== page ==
Usage and Considerations

Experts disagree on the safety of horsetail, which is available in capsules standardized to contain 10 to 15 percent silica. According to the UMMC, horsetail is safe when used properly, but should not be taken over prolonged periods of time., however, reports that horsetail is no longer considered safe due to its content of thiaminase, which destroys vitamin B-1 in the body. Manufacturers are required to provide documentation of thiaminase removal. If you take horsetail, the UMMC recommends taking B-complex vitamins as a precaution. You should purchase horsetail only from a reputable supplier, as Equisetum palustre, a related variety, contains toxic alkaloids. You shouldn’t use horsetail if you drink alcohol regularly or have heart or kidney problems, diabetes or gout. Pregnant and breastfeeding women, as well as children, should not take horsetail. Consult your doctor before using this supplement.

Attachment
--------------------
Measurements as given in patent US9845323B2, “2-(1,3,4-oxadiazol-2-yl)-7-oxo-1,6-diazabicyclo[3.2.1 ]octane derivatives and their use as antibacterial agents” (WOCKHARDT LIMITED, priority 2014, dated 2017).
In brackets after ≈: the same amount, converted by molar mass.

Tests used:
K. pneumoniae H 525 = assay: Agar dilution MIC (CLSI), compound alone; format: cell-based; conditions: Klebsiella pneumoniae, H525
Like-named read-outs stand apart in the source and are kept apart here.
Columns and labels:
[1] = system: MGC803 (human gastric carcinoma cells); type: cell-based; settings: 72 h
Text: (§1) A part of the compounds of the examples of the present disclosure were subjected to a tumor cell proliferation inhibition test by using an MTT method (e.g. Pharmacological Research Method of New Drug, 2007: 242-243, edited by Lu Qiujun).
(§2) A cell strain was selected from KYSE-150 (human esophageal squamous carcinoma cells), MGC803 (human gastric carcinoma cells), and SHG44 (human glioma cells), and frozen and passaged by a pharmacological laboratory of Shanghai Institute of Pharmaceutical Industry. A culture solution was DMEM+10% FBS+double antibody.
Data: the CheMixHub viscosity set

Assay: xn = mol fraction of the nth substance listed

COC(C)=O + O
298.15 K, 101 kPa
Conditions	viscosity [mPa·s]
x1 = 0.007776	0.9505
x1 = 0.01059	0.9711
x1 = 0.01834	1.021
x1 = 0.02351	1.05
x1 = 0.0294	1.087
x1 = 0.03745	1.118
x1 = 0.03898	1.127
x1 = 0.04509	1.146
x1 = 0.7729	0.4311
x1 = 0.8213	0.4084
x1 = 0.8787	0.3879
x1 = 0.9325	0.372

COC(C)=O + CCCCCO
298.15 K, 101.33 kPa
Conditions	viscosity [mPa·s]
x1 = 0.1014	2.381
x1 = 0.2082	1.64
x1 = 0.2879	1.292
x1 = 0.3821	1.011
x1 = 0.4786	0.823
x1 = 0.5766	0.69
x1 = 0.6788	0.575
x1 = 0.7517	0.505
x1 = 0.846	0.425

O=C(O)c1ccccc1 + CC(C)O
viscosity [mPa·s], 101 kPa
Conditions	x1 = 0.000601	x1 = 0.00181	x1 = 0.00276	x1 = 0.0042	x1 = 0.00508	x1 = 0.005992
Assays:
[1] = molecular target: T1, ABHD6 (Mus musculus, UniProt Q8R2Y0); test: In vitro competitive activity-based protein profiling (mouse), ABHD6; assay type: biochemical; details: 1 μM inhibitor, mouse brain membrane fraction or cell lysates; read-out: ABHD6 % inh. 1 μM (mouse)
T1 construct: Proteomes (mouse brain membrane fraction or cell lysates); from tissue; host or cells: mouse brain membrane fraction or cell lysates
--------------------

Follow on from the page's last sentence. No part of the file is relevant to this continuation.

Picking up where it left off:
According to, the ch-OSA in BioSil activates pathways that generate collagen, thus helping to prevent the formation of wrinkles. The manufacturers also claim that BioSil stimulates production of elastin, which gives skin its pliancy, as well as keratin, a key constituent of hair and nails. Choline, an essential nutrient that helps maintain cell membrane integrity, is also found in BioSil. In a placebo-controlled clinical study published in 2005 in “Archives for Dermatological Research,” 50 women with photoaged skin who were given 10 milligrams of ch-OSA a day for 20 weeks experienced significant improvements in skin texture and elasticity over women who did not received the supplement. In a study published in 2007 in the “Archives for Dermatological Research,” researchers found that 48 women with fine hair who were given 10 milligrams of ch-OSA a day for nine months had hair that was less susceptible to breakage than that of the control group.

Expert Recommendations